The arm is primarily made out of Actobotics components. It is a Selective Compliance Articulated Robot Arm (SCARA) which means that it can move freely in the XY-axes remaining fixed in the Z-axis. The motion is controlled by the rotation of two servos which are attached to gears at the base of each link of the arm. At the end of the arm is another servo which moves a beam up and down. At the bottom of the beam is an electromagnet that can be dynamically activated to lift the chess pieces. The base of the arm is fixed to the table-top box.

Animation of the arm capturing a piece.
The arm capturing a piece


Actobotics are like really high quality, strong legos for robotics projects; I highly recommend them! The base that is attached to the table-top box is a Gear Drive Pan Kit that was adapted to hold a Dynamixel Servo. Because the Dynamixel servo does not use the same spacing as Actobotics, fitting them together was somewhat difficult. I had to 3D print several parts so they would work together nicely. Information on that process can be found here. Attached to the top of the gear drive pan kit is a 16.5” aluminum channel with a rotating gear at the end. On the side of the channel is the second servo which rotates the gear. Another piece of channel is attached to the top of that gear. At the end of the arm is a Gear Rack Kit (Single Parallel) to control the z-axis motion of the arm.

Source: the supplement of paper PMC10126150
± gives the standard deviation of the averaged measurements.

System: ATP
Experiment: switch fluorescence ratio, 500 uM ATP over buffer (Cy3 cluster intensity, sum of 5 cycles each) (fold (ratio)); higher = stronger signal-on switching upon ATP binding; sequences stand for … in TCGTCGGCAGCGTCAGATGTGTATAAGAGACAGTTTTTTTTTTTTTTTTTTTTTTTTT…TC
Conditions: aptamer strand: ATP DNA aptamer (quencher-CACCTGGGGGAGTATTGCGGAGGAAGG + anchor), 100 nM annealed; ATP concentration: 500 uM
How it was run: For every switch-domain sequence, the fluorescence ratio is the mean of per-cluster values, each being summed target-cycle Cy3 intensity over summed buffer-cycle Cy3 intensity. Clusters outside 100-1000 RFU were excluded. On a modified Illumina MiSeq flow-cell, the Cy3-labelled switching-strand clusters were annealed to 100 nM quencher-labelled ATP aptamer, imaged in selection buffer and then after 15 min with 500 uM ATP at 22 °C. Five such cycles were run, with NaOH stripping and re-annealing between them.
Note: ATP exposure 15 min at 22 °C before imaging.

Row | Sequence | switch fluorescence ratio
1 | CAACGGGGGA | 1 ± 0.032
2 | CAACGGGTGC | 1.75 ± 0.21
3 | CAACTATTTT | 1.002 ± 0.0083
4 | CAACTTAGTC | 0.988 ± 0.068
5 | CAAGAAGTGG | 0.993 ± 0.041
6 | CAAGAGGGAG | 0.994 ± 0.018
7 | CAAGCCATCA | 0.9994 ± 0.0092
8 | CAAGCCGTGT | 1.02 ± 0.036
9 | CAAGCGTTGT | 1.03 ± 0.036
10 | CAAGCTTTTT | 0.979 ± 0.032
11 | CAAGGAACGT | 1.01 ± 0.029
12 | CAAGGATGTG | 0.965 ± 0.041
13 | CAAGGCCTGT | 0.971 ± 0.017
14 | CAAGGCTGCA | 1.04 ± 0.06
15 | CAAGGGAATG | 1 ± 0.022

Diagram of the entire arm.
The entire arm


I used AX-12 Dynamixel Servos for the core motion of the arm. Dynamixels fit the job well for several reasons:

  1. Relatively powerful, especially to move the arm as needed
  2. Easy read/write to registers via serial interface
  3. Can be daisy chained together at no cost
  4. 10-bit accuracy for precise movements

#2 was the main reason for choosing them. The ability to get and set, with 10 bit accuaracy, registers for position and speed was incredibly useful (position/speed are not the only registers though, a full list can be found here). The servos are directly powered and controlled by an Arbotix-M Robocontroller but the actual commands came from the Raspberry Pi. The full guide on controlling the servo via Python running on the Raspberry Pi can be found here. A detailed notebook regarding the calibration of the arm to move accurately can be found here.

AX-12A Dynamixel Servo.
AX-12A Dynamixel Servo


The actual gripper mechanism works by activating an electromagnet at the bottom of a vertically moving beam. Each chess piece has a small metal dowel fitted in a drilled hole on the top. More information on how the gripper mechanism works, and the code that runs it can be found here.

Animation of the gripper picking up and putting down a piece.
The gripper in motion

Click here to learn about controlling an AX-12A servo with Python on a Raspberry Pi next.